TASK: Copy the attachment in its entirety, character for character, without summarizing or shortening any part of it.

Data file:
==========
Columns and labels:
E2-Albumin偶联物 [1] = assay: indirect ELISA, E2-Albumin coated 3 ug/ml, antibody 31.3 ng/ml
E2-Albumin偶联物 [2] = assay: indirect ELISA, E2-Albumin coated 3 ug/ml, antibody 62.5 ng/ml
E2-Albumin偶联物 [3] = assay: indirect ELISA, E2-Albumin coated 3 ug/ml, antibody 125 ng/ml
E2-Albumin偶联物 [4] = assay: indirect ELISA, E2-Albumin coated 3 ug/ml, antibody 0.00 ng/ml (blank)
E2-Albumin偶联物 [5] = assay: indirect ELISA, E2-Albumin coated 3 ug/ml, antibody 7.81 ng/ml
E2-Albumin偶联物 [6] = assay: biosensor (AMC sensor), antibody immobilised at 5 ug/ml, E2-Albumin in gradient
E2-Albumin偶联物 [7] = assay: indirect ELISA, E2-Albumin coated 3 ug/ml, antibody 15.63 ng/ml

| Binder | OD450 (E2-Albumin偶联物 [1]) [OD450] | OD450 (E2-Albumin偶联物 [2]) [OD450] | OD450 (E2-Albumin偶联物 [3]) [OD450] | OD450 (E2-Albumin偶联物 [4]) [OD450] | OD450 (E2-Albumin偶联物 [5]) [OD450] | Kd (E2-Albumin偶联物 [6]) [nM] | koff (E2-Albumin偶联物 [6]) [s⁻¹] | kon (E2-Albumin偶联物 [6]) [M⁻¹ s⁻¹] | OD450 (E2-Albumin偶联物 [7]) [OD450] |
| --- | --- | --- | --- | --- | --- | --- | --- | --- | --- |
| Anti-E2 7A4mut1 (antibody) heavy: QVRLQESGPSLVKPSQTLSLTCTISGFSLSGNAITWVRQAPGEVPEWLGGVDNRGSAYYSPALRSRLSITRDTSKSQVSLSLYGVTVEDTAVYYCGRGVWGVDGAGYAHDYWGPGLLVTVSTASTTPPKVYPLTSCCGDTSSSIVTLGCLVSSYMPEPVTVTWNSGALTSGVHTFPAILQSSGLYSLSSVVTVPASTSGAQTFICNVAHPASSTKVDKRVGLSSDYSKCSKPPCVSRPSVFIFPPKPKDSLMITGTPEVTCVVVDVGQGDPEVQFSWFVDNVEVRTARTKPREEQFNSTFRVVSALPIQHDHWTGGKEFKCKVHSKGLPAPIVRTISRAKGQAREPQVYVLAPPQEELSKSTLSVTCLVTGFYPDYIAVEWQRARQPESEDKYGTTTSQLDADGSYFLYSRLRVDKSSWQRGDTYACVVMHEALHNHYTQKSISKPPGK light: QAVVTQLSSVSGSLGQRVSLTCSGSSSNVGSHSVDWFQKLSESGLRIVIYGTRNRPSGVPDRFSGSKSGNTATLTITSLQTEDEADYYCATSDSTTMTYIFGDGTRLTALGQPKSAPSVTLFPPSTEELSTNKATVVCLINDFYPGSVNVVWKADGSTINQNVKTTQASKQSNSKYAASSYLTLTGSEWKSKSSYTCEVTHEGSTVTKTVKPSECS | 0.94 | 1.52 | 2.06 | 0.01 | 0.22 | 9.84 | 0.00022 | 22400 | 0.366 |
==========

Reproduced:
Columns and labels:
E2-Albumin偶联物 [1] = assay: indirect ELISA, E2-Albumin coated 3 ug/ml, antibody 31.3 ng/ml
E2-Albumin偶联物 [2] = assay: indirect ELISA, E2-Albumin coated 3 ug/ml, antibody 62.5 ng/ml
E2-Albumin偶联物 [3] = assay: indirect ELISA, E2-Albumin coated 3 ug/ml, antibody 125 ng/ml
E2-Albumin偶联物 [4] = assay: indirect ELISA, E2-Albumin coated 3 ug/ml, antibody 0.00 ng/ml (blank)
E2-Albumin偶联物 [5] = assay: indirect ELISA, E2-Albumin coated 3 ug/ml, antibody 7.81 ng/ml
E2-Albumin偶联物 [6] = assay: biosensor (AMC sensor), antibody immobilised at 5 ug/ml, E2-Albumin in gradient
E2-Albumin偶联物 [7] = assay: indirect ELISA, E2-Albumin coated 3 ug/ml, antibody 15.63 ng/ml

| Binder | OD450 (E2-Albumin偶联物 [1]) [OD450] | OD450 (E2-Albumin偶联物 [2]) [OD450] | OD450 (E2-Albumin偶联物 [3]) [OD450] | OD450 (E2-Albumin偶联物 [4]) [OD450] | OD450 (E2-Albumin偶联物 [5]) [OD450] | Kd (E2-Albumin偶联物 [6]) [nM] | koff (E2-Albumin偶联物 [6]) [s⁻¹] | kon (E2-Albumin偶联物 [6]) [M⁻¹ s⁻¹] | OD450 (E2-Albumin偶联物 [7]) [OD450] |
| --- | --- | --- | --- | --- | --- | --- | --- | --- | --- |
| Anti-E2 7A4mut1 (antibody) heavy: QVRLQESGPSLVKPSQTLSLTCTISGFSLSGNAITWVRQAPGEVPEWLGGVDNRGSAYYSPALRSRLSITRDTSKSQVSLSLYGVTVEDTAVYYCGRGVWGVDGAGYAHDYWGPGLLVTVSTASTTPPKVYPLTSCCGDTSSSIVTLGCLVSSYMPEPVTVTWNSGALTSGVHTFPAILQSSGLYSLSSVVTVPASTSGAQTFICNVAHPASSTKVDKRVGLSSDYSKCSKPPCVSRPSVFIFPPKPKDSLMITGTPEVTCVVVDVGQGDPEVQFSWFVDNVEVRTARTKPREEQFNSTFRVVSALPIQHDHWTGGKEFKCKVHSKGLPAPIVRTISRAKGQAREPQVYVLAPPQEELSKSTLSVTCLVTGFYPDYIAVEWQRARQPESEDKYGTTTSQLDADGSYFLYSRLRVDKSSWQRGDTYACVVMHEALHNHYTQKSISKPPGK light: QAVVTQLSSVSGSLGQRVSLTCSGSSSNVGSHSVDWFQKLSESGLRIVIYGTRNRPSGVPDRFSGSKSGNTATLTITSLQTEDEADYYCATSDSTTMTYIFGDGTRLTALGQPKSAPSVTLFPPSTEELSTNKATVVCLINDFYPGSVNVVWKADGSTINQNVKTTQASKQSNSKYAASSYLTLTGSEWKSKSSYTCEVTHEGSTVTKTVKPSECS | 0.94 | 1.52 | 2.06 | 0.01 | 0.22 | 9.84 | 0.00022 | 22400 | 0.366 |